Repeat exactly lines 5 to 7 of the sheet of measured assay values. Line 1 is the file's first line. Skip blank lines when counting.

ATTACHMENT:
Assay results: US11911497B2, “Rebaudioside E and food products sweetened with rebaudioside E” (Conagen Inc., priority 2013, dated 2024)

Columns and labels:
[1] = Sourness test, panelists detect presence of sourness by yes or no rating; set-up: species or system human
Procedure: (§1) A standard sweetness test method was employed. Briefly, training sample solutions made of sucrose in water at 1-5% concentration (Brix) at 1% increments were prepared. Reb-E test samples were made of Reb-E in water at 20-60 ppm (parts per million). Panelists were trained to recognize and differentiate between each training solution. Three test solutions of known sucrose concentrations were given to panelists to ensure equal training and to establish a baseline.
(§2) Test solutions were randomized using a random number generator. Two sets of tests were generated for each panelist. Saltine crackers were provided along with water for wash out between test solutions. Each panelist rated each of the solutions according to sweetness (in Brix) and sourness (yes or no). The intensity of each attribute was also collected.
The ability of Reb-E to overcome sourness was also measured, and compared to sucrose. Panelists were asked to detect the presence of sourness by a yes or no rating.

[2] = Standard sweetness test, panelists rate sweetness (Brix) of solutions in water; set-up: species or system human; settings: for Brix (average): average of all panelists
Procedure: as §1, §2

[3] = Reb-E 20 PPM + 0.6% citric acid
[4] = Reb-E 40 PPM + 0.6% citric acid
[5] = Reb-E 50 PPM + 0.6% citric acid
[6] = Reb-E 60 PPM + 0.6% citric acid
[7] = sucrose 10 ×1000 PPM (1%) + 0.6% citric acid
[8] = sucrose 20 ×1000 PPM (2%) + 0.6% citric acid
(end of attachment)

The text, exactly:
(§2) Test solutions were randomized using a random number generator. Two sets of tests were generated for each panelist. Saltine crackers were provided along with water for wash out between test solutions. Each panelist rated each of the solutions according to sweetness (in Brix) and sourness (yes or no). The intensity of each attribute was also collected.
The ability of Reb-E to overcome sourness was also measured, and compared to sucrose. Panelists were asked to detect the presence of sourness by a yes or no rating.

[2] = Standard sweetness test, panelists rate sweetness (Brix) of solutions in water; set-up: species or system human; settings: for Brix (average): average of all panelists